As mentioned previously, the prefilter of the present invention is fabricated merely by 2k units of the switched capacitors. In order to facilitate understanding the prefilter according the present invention, a case where k=1 is taken as an example. FIG. 6 is a circuit diagram illustrating one example of a first embodiment of the prefilter according to the present invention, used with an SCF 32. In FIG. 6, the SCF 32 has, at its input stage, the prefilter 61. When k=1, as previously mentioned, one (2k -1=21 -1=1) newly employed switched capacitor in addition to the pre-existing conventional switched capacitor, that is two switched capacitors in all, comprise the prefilter. In this case, it may be necessary to use primary clock pulses for driving the prefilter and secondary clock pulses for driving the following low-pass filter, where the primary clock pulses are different from the secondary clock pulses. However, in FIG. 6, because there are two newly employed switched capacitors 62-1 and 62-2 (three in all), both the prefilter and the following low-pass filter can be driven by the same clock pulses. Each of the switched capacitors 62-1 and 62-2 is comprised of a switching means plus a capacitor, such as SW1 plus C1 and SW2 plus C2. It should be noted that the switching means 32' plus the capacitor C3 forms another switched capacitor 63, which functions as a part of the prefilter 61. However, the switched capacitor 63 is common to the conventional SCF 32. As mentioned above, the switching means 32'is switched ON and OFF at the sampling frequency of 128 kHz, which is the same as the frequency of the clock pulses used for activating the switching means of the SCF 32.

The operation of the prefilter will now be explained with reference to FIGS. 6 and 7. The input voice signal VSin from the variable attenuator 15 (FIG. 1) is applied to an input terminal 64. The signal VSin is sampled and held by the switched capacitors 62-1, 62-2, and 63, and transferred to the input of the SCF 32. The switched capacitor 63 which is common to the SCF 32, is driven by primary clock pulses P1 having a period T (see row a) of FIG. 7). The switched capacitors 62-1 and 62-2 are driven both by the primary clock pulses P1, and also by secondary clock pulses P2 which are shifted in phase by a predetermined amount (see row b) of FIG. 7).

The switching means SW2 operates in phase with the switching means 32', but the switching means SW1 operates in opposite phase with respect to said switching means SW2 and 32'. Phase relationship between these switching means is clarified by the switched conditions thereof shown in FIG. 6.

When an ordinary input voice signal VSin (see curve VSin in row c) of FIG. 7) is applied to the input terminal 64, first the signal VSin is sampled by the pulse P21 and held in the capacitor C1. Soon after the occurrence of the pulse P21, the capacitor C1 discharges its sampled and held signal VSin to the capacitor C2. Accordingly, the capacitor C2 holds the VSin at the pulse P21. On the other hand, the capacitor C3 samples the signal VSin and holds the signal VSin which has been obtained immediately before the occurrence of the pulse P11. Thereafter, when the pulse P11 occurs, the signal VSin held in the capacitor C2 and the signal VSin held in the capacitor C3 are added and supplied to the input of the SCF 32. Consequently, the sampled signal VSin has an amplitude higher than, by about two times, the amplitude of the sampled signal VSin which is produced in the prior art filter illustrated in FIG. 3. Refer to the expression Vout ≃2 VSin in the row (c) of FIG. 7. Vout is an output voltage at the output of the prefilter 61 in FIG. 6.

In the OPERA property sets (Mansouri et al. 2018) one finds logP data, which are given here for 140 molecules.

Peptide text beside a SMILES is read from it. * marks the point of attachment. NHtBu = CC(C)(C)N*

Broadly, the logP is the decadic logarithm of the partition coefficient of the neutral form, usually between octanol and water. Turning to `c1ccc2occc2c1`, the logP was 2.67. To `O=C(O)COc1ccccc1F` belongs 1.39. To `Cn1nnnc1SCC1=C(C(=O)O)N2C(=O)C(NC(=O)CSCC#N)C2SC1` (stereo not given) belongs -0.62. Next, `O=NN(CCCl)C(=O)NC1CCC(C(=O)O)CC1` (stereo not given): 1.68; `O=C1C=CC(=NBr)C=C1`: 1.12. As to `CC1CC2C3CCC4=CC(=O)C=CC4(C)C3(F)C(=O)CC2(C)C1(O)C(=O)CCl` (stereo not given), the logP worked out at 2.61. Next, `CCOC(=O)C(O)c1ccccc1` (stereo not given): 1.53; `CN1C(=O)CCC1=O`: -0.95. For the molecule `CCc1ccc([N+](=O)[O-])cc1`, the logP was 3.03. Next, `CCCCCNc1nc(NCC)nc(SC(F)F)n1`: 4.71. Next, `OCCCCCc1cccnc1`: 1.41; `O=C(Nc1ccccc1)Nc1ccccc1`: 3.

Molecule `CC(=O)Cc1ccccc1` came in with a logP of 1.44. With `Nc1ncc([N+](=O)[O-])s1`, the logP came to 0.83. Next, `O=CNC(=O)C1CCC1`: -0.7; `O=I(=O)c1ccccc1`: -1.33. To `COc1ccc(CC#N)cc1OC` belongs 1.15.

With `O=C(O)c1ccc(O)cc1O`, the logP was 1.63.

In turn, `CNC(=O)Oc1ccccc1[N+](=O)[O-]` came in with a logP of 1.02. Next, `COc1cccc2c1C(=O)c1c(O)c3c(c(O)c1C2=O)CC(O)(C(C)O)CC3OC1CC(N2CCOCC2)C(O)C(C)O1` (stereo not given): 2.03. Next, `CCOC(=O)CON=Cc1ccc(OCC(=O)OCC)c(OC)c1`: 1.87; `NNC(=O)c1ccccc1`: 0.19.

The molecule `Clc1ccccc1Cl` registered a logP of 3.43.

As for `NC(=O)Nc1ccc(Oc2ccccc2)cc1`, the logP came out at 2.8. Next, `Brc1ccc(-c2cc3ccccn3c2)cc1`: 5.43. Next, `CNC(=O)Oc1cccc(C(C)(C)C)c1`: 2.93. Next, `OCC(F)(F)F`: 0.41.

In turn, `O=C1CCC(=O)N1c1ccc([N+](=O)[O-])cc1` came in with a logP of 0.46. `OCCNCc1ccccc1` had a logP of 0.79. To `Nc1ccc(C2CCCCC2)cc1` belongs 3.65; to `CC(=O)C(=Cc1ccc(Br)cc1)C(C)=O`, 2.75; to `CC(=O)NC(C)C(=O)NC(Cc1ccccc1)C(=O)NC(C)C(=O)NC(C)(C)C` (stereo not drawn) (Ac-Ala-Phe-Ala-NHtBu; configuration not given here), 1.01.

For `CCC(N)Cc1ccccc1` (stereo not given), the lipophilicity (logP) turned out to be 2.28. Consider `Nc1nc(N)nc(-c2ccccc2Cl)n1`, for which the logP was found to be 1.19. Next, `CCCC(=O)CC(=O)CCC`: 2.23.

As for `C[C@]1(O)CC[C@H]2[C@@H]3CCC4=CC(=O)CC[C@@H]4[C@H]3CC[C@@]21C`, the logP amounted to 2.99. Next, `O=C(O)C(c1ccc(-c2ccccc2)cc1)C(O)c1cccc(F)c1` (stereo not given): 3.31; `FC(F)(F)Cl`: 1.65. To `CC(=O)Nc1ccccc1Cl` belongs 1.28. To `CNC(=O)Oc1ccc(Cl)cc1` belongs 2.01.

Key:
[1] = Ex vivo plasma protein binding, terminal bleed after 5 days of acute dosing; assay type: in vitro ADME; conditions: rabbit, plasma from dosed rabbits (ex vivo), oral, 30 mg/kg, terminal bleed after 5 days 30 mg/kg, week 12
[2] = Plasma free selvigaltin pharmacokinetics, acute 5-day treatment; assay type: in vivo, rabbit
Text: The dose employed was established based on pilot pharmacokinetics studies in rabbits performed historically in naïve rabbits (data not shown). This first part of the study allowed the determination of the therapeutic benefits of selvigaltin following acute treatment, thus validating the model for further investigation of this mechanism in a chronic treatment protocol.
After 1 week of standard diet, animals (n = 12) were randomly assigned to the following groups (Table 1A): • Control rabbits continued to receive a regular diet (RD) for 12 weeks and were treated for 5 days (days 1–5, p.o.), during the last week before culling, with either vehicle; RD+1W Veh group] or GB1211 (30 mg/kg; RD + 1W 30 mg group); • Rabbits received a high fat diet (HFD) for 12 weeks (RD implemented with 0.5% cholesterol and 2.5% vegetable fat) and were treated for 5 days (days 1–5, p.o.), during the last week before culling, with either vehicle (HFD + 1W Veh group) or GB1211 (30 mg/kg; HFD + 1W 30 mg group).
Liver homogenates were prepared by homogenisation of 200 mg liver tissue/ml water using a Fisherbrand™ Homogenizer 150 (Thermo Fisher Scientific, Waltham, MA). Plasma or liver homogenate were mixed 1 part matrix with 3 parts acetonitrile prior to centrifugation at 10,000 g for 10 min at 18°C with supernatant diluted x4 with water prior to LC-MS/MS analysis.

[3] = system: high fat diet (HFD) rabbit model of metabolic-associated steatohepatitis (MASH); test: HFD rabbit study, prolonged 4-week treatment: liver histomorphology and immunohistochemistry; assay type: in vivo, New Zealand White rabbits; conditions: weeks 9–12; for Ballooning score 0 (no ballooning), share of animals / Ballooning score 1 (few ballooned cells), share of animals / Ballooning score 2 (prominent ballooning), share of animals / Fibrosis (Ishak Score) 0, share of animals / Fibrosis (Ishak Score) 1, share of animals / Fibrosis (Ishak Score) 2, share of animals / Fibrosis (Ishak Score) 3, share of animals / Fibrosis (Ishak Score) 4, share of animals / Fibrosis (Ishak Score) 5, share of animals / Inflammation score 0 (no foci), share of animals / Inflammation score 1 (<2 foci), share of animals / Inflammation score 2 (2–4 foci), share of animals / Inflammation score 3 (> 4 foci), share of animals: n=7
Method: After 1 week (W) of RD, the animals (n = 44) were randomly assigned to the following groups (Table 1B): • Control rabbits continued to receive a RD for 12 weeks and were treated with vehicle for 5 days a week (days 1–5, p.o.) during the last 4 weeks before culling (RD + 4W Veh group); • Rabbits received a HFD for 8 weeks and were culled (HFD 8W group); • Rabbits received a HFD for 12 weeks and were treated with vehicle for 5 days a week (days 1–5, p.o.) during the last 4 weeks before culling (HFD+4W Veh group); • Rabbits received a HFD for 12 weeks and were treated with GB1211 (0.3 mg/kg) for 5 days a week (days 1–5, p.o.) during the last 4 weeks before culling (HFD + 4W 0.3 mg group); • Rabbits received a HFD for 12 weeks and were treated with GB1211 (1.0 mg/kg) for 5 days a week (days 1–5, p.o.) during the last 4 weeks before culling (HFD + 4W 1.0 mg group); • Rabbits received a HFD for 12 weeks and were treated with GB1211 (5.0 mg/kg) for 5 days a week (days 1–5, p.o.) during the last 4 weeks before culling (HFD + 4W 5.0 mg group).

When the input voice signal includes the signal VSin ' having a frequency of (128-4) kHz through (128+4) kHz (see VSin ' in row d) of FIG. 7), the previously mentioned alias signal having a frequency of 0 through 4 kHz appears as a noise signal in the base band signal, that is the ordinary output voice signal VSout (FIG. 1). This is because, as previously explained, the frequency of the signal VSin ', that is 128(0 through 4) kHz, substantially coincides with the frequency (128 kHZ) of the primary clock pulses P1 by which the SCF 32 and the switched capacitor 63 are driven. Therefore, the signal VSin ' of row (d) must be prevented from being supplied to the input of the SCF 32.

The prefilter 61 can easily suppress such a signal VSin '. The reason for this will now be clarified with reference to row (d) of FIG. 7 and also FIG. 6. The operation of processing the signal VSin ' is similar to the operation discussed with reference to row (c) of FIG. 7. In other words, a signal VSin ' having negative amplitude at the pulse P21 is delayed by the time T/2, and is added to a signal VSin ' having positive amplitude at the pulse P11. Consequently, these two adjacent signals VSin ' appearing at the pulses P21 and P11, cancel each other (see the equation Vout ≃0 in the row (d)). As a result, the signal VSin ' is prevented from passing through the SCF 32, and accordingly, no alias signal appears in the base band signal.